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Rock & Roll Rewind: A Rock & Roll Fantasy

c d kaplan is a lifelong rock & roller. He’s got stories. Lots of ‘em. Here’s another.

It was the fascination of the moment.

There on a lovely summer’s evening, in one of the town’s nether neighborhoods, at a street fair on a makeshift stage in the middle of the street in front of a few hundred locals was a legit rock & roll Hall of Famer.

It was too sweet.

As for the lore behind Eric Burdon’s appearance (with the estimable Brian Auger on organ no less) in June 2000 on Northwestern Parkway during the Portland Neighborhood Festival, well, we’ll get to that in a moment.

There’s a reason it resonated so deeply here.

As an adult, I’ve always fantasized about hosting a big bash. Inviting all my friends from all walks of life going back to my childhood. Send out invites, advising it would be a dance party, but not revealing who would play.

I wanted it to be a gotcha. Taking in the gasps of the assembled when whoever walked on stage.

At different stages through the years, the daydreaming went to, oh, Springsteen, a doo wop spectacular, Fats Domino, Dion, others.

Came close once. When Joanie the Film Babe and I were going to marry in ’06, she bought in to the grandiose idea. We rented a big room. Started to plan the whole boffo wedding reception like no other.

Featuring the artist who was my major preoccupation, Ronnie Spector, hers the most beguiling voice in rock & roll. We even took a meeting with Billy Hardison and John Grantz, to produce the deal for us.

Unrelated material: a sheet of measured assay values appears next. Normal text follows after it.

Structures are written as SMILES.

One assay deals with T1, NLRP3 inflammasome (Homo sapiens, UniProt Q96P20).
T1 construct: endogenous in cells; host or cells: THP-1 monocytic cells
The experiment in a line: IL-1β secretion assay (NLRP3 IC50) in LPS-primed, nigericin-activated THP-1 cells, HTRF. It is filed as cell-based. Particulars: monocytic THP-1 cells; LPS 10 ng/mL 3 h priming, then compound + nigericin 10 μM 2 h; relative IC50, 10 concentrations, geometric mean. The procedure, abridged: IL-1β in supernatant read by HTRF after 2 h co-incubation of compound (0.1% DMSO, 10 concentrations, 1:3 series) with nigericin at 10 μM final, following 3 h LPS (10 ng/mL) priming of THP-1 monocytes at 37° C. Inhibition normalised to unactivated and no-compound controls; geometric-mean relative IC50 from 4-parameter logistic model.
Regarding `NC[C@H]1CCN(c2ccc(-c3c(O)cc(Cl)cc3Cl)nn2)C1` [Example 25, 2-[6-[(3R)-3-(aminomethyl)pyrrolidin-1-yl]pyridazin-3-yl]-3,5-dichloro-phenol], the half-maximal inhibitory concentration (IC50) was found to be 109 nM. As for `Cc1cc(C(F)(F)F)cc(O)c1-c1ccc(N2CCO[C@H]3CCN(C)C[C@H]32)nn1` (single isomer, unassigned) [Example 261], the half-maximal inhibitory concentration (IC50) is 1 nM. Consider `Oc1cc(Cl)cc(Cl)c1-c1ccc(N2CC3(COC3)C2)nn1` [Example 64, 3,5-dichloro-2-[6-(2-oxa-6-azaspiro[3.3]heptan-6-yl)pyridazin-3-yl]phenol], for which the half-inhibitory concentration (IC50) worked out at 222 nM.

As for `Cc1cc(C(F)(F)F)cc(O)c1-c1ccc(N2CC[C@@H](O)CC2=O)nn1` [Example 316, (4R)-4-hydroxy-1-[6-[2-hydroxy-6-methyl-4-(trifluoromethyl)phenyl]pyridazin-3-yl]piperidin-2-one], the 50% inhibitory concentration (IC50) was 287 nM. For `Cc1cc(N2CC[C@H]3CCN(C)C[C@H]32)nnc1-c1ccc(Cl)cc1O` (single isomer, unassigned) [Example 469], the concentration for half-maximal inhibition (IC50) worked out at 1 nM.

I couldn’t wait to be standing with my bride, seeing the gasps of our pals.

Contacts were made.

But, reality intervened.

Peripheral issues, family stuff, made it an impossibility. We had to ratchet down our expectations. Considerably.

The fantasy lingers, though the possibility of it actually happening has slip slip slipped away. Plus, Ms. Veronica has passed away.

So, yeah, there I was smiling in the street as one of the seminal marauders of the British invasion was playing on a stage near a corn dog booth in front of folks from the ‘hood, and a few others of us that somehow caught wind of the gig.

Kids are running around with cotton candy on their cheeks. Old folks who grew up with Glenn Miller are sitting in lawn chairs tapping their toes.

The story behind the appearance remains murky.

Somebody had to underwrite this, it’s not like the sponsors of the street fest were flush.

Apparently there was a son of Portland who cherished his ‘hood and had become successful in business. Obviously a rock and roller, he apparently wanted to give back to the place he grew up.

So, as I’ve been told, it was this guy’s moolah.

It seems he’d brought in Mark Farner of Grand Funk Railroad the year before. Which I learned about only in hindsight. Sigh. Just another miss along the highway.

But I was there for Eric Burdon. I’d come with a couple of skeptical pals, who were

thinking as I shlepped them across town, “Yeah, right, Eric Burdon’s really going to be playing on the street in Portland.” Tsk, tsk, mes amis.

As if often the case, I really don’t remember what Burdon sang. Another pal who was there recalls “Monterey.” It’s one of Burdon’s peace and love tunes from his flower power daze that always make me smile when they come on the box.

A far cry from the gut bucket Rhythm and Blues of the early Animals.

In Portland, he was truly engaged. Apparently advising some that he was reminded of the English neighborhood where he grew up. Where he attended a primary school in Newcastle “jammed between a slaughterhouse and a shipyard on the banks of the Tyne.”

Oh my, that evening on Northwestern Parkway was as fun as it was charming, a fantasy once removed.

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